Compressing Images

Apart from the fact that large image files contribute greatly to the sluggishness of a WordPress site, they also consume bandwidth too. Images are a good candidate for optimization.

Using the free WPMU DEV WordPress Smush API, the WP SmushIt plugin will help you reduce the size of these images without compromising their quality. I use this plugin and find it amazing how much it reduces image sizes.

speed up

Compressing Your Site

In simple terms, site compression is like turning your entire site into a ZIP archive. And when any of the pages of the site is requested for, a client’s browser acts like WinRAR and unzips the archive and then show the contents. Even though this sounds like an extra work and would slow things down, trust me, it doesn’t.

Even though W3 Total Cache is well known for caching, it can also be used in site compression. You can enable this feature by going to: admin page -> Performance -> Browser Cache -> Enable HTTP (gzip) Compression.

Optimizing Your Database

WordPress often auto-saves almost everything. This includes: unwanted revisions, trackbacks, pingbacks, trashed items, unapproved comments, or comments marked as spam.

Just as your hard drive can become fragmented, your WordPress database can also suffer from a similar problem. However, you can use the WP-Optimize plugin to optimize your database, or WP-DB Managerwhich enables you to optimize your database and as well as schedule dates for regular database optimization.

Choosing the Right Plugins

Installing a lot of plugins can add a tremendous amount of junk to your site and site files. There’s no point in installing or keeping plugins you don’t really need.

The best approach is to audit your WordPress Plugins, keeping the ones that are critical to the running of your site, and remove the ones that are not.

Disabling Trackbacks and Pingbacks

By default, every time another blog mentions you, your site gets be notified. These are called pingback and trackbacks. You can turn off this feature in WordPress here: admin page -> settings -> discussion, and uncheck the first two checkboxes as shown below.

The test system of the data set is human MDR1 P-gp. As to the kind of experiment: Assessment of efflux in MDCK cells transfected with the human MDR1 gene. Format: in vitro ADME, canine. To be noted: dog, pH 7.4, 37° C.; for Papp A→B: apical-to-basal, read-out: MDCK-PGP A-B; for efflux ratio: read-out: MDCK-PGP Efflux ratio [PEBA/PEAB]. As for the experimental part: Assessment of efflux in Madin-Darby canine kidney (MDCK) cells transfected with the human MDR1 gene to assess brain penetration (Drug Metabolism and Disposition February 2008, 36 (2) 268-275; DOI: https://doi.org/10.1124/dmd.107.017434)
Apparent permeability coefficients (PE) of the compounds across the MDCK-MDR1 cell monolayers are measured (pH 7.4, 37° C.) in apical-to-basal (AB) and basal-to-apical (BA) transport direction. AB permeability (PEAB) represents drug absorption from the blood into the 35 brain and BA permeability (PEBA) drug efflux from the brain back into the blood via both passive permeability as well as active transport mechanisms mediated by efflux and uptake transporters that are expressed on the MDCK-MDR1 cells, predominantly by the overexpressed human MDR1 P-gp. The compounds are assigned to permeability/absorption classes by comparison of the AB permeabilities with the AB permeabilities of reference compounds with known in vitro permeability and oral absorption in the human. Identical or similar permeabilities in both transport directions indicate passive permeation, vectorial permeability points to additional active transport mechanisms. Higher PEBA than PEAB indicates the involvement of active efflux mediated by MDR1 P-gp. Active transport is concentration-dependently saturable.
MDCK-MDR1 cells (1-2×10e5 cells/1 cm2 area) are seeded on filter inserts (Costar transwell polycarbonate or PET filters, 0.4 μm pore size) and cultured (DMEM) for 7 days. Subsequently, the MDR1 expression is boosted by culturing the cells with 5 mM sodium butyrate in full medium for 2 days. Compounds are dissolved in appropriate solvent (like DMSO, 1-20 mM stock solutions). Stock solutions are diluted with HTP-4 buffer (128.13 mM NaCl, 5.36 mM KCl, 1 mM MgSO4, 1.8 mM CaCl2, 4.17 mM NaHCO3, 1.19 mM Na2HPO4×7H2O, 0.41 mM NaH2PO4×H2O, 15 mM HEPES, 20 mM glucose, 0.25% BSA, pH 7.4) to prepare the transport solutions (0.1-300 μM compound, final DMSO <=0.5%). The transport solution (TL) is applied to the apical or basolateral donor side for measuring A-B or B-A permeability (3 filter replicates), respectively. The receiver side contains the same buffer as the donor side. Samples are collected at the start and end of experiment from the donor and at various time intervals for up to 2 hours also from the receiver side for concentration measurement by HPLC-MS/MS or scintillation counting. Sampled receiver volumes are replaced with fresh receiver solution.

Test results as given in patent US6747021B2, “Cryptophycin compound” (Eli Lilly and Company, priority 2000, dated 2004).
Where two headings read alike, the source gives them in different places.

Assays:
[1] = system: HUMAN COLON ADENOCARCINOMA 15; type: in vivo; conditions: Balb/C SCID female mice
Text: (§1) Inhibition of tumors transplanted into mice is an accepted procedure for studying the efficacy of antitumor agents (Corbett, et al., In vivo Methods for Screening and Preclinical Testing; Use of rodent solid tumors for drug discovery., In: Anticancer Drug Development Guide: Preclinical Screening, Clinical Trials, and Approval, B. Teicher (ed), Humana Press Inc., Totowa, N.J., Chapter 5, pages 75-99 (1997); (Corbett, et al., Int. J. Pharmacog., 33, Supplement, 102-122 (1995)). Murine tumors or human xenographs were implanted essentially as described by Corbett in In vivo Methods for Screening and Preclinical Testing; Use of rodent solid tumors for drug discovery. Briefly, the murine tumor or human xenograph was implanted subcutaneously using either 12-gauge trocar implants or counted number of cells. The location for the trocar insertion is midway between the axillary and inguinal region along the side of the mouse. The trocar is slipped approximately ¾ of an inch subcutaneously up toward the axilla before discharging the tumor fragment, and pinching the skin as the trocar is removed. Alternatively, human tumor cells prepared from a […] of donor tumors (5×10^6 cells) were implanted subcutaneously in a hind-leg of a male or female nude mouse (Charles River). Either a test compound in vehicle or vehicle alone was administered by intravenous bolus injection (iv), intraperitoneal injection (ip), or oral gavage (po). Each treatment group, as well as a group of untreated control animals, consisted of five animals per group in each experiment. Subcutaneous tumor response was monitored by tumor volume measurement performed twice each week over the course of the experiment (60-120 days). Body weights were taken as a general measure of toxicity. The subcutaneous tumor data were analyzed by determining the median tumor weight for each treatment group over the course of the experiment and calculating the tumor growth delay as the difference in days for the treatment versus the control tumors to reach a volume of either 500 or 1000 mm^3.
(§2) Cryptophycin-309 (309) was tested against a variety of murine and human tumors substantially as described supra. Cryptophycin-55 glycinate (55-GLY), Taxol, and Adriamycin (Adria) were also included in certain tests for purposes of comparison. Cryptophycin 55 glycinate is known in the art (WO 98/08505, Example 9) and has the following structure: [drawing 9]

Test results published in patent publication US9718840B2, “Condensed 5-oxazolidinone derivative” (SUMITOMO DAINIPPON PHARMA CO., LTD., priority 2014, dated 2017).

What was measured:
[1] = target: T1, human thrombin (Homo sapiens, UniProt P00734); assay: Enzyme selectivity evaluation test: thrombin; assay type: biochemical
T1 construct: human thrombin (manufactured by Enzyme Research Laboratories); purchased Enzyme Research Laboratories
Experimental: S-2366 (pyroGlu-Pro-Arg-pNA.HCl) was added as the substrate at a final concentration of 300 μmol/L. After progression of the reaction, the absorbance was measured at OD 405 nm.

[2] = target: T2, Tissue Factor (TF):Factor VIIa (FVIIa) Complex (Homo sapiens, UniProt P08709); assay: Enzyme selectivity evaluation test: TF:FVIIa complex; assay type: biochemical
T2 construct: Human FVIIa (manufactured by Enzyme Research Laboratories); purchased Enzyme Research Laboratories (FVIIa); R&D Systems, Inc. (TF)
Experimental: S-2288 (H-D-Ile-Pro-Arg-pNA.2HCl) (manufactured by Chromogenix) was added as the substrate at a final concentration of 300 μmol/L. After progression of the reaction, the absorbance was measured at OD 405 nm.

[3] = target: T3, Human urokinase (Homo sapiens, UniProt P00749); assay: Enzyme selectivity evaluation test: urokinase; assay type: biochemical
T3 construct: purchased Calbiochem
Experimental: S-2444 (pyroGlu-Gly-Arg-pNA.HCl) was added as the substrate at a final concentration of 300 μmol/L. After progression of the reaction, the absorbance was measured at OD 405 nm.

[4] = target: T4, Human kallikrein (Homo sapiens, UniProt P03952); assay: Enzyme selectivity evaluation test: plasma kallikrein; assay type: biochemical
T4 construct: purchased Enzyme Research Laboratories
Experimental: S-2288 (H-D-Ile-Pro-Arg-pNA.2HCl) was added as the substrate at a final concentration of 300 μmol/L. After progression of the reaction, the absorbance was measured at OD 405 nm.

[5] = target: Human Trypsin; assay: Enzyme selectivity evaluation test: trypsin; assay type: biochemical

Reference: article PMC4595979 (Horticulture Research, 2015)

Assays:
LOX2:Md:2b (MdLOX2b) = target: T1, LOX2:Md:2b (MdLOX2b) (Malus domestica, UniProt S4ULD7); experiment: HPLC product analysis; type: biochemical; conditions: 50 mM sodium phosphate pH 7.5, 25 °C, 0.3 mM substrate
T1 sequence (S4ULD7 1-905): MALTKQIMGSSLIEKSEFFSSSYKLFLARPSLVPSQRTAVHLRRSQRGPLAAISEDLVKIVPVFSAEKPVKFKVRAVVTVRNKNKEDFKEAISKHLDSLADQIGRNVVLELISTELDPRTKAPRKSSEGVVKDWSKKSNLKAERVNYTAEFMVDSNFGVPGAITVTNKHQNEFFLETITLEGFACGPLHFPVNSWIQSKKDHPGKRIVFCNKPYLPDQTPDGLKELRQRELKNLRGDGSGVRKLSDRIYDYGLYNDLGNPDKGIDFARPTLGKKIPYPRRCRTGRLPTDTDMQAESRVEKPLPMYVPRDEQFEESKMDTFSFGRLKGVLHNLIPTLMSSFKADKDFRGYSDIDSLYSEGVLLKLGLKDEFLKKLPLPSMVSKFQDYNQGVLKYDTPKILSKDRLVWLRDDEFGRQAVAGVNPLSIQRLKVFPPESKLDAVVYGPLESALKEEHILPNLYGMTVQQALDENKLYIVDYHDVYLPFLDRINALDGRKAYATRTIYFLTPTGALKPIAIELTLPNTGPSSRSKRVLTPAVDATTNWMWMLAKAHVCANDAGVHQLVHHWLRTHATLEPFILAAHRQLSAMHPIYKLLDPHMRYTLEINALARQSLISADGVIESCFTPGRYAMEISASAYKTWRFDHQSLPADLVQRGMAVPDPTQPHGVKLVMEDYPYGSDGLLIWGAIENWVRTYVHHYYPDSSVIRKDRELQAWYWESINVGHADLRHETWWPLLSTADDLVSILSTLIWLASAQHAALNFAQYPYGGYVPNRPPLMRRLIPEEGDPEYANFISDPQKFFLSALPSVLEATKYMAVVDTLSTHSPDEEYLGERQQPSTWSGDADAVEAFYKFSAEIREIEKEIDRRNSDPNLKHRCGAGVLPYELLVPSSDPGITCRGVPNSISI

Turning this WordPress feature off won’t harm your site.

Choosing a Good Theme or Theme Framework

While some WordPress themes are extremely fast and well coded, some are the exact opposite.

When choosing a theme, take note of the load speed of the theme’s demo page, this will give you an idea of the impact the theme would be adding to your site load speed.

Optimizing the Structure of Your Homepage

Showing post excerpts and minimizing the number of widgets and posts in a page is an excellet way to keep your homepage optimized.

Not only does this help your site load speed, it also improves your overall user experience. As I mentioned above, you only get one shot at making a first impression!

Enabling Keep-Alive

HTTP Keep-Alive is the idea of using a single Transmission Control Protocol (TCP) connection to send and receive multiple HTTP requests, instead of opening new a connection for each request.

Your web host might already have these sorts of settings enabled so check with them first, but if you have a typical hosting account, you can copy the line of code below into your .htaccess file to enable keep-alive.

Header set Connection keep-alive

Conclusion

In this article, I’ve covered twelve of the best approaches to help speed up your WordPress website. Effective implementation of these methods will greatly improve your WordPress site load speed. Web performance is a broad topic, if you’d like to read more on the subject, here are a few articles that you might find interesting.